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    I am happy to have found this thread! I was thinking of applying for teacher's training, I have taught for over 20 years as a French teacher, including becomin Course Manager of a large FE college in South London. I am French, I love teaching, I had an average of 85% pass rate over my 10 years at the said college, excellent retention and progression. I was awarded a 'beacon award' by the board of governors twice, still have letters from stufents and managers praising me and my teaching.... However, on a whim of policy change, the college re-structured and I was asked to reapply for my job, but I would only have been appointed to a .5 contract instead of the .75 I was doing. Unfortunately, my teaching qualification (I had done a C&G7306 as advised and required when I started teaching!) is no longer considered good enough.... I was so disheartened by repeated redundancies and the precarious nature of my career, I even quit teaching for 7 years, becoming an administrator, but I miss teaching, I love teaching!!! I know I am good at it!!! I can work 24 / 7 for my students! And since I have been made redundant again (I obviously pick the right jobs!) I thought maybe I could go back to teaching and do a PGCE - I have a French licence, a british 1st class honours BA and an MA... so although I know I would probably struggle a bit having to 'start again' at the bottom, I had finally convinced myself I could get through it and that it was all worth it.....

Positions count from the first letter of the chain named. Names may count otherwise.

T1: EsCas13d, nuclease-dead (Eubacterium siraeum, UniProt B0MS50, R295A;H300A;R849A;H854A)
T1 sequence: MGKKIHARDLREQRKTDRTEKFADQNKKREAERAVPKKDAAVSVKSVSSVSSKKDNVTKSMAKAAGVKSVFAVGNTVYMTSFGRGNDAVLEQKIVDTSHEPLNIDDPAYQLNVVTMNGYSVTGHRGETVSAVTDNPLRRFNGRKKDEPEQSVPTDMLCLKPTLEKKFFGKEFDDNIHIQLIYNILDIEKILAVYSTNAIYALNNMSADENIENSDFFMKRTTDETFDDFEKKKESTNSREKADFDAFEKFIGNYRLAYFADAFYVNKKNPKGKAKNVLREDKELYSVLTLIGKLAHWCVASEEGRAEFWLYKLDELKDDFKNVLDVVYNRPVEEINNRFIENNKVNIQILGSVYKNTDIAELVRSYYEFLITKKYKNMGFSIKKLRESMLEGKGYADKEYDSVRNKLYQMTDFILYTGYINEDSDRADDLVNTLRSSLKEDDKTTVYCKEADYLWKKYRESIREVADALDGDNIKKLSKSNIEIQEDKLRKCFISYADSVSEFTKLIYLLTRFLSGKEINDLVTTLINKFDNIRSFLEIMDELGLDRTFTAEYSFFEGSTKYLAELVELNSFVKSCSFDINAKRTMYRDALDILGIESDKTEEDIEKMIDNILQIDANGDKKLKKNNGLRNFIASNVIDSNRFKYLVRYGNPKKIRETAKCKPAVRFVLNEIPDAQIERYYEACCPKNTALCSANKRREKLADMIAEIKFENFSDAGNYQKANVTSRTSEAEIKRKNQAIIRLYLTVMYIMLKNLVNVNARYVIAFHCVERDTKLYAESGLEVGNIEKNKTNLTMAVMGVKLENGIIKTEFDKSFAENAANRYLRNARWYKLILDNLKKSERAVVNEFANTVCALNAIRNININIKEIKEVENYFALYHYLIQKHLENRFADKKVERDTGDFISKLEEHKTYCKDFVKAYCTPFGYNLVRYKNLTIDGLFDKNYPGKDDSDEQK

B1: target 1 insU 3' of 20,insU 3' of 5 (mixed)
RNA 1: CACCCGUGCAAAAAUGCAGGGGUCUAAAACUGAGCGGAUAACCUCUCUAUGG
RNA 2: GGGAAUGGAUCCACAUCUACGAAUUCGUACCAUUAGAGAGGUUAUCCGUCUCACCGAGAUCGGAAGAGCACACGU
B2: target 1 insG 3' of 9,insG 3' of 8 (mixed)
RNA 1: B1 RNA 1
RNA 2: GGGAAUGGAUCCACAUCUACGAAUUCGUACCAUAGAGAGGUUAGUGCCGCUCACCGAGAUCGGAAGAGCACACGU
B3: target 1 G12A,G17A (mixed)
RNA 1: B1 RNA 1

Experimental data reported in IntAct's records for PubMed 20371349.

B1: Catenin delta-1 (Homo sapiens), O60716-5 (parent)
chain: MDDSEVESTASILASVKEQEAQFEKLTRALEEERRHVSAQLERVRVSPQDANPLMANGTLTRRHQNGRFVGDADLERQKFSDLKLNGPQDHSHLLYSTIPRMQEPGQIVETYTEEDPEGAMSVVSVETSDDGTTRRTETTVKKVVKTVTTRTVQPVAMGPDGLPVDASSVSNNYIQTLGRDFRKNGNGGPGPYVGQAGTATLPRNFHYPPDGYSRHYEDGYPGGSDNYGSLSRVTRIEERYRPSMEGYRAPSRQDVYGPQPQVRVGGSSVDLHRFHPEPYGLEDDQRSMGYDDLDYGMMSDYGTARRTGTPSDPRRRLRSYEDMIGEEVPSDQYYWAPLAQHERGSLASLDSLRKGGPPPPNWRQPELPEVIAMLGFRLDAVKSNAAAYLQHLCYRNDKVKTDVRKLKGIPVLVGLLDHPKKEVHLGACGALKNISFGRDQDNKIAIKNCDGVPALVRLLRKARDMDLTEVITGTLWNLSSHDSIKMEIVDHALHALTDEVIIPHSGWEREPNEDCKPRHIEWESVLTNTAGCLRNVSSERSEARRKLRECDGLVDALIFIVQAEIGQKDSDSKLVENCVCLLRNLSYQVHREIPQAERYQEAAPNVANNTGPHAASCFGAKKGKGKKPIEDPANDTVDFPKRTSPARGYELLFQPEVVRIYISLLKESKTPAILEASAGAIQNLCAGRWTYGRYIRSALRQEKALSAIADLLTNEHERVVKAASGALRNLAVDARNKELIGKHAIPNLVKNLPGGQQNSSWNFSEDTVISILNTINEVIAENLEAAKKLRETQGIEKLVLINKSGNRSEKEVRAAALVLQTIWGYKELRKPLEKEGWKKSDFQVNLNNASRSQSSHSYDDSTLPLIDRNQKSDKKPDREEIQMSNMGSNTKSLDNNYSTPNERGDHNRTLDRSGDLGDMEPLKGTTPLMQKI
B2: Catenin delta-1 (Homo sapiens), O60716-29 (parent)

Until I read this thread and remembered...... teachers are vile! unhelpful, rude, lack compassion, will kick you in the groin in you fall, will accuse you of being your own problem and, like some have demonstrated here, expect you to roll over and ask for more when you are being bullied by management, expected to do tricks you would not even consider asking a dog to perform! Work for no money and no thanks!!! They will always come up with stories about their friends who have children and are single parents and have a 5 hours journey to their placement... and they would have us believe that they 'care' about the kids they teach..... ah ah ah - the joke!!!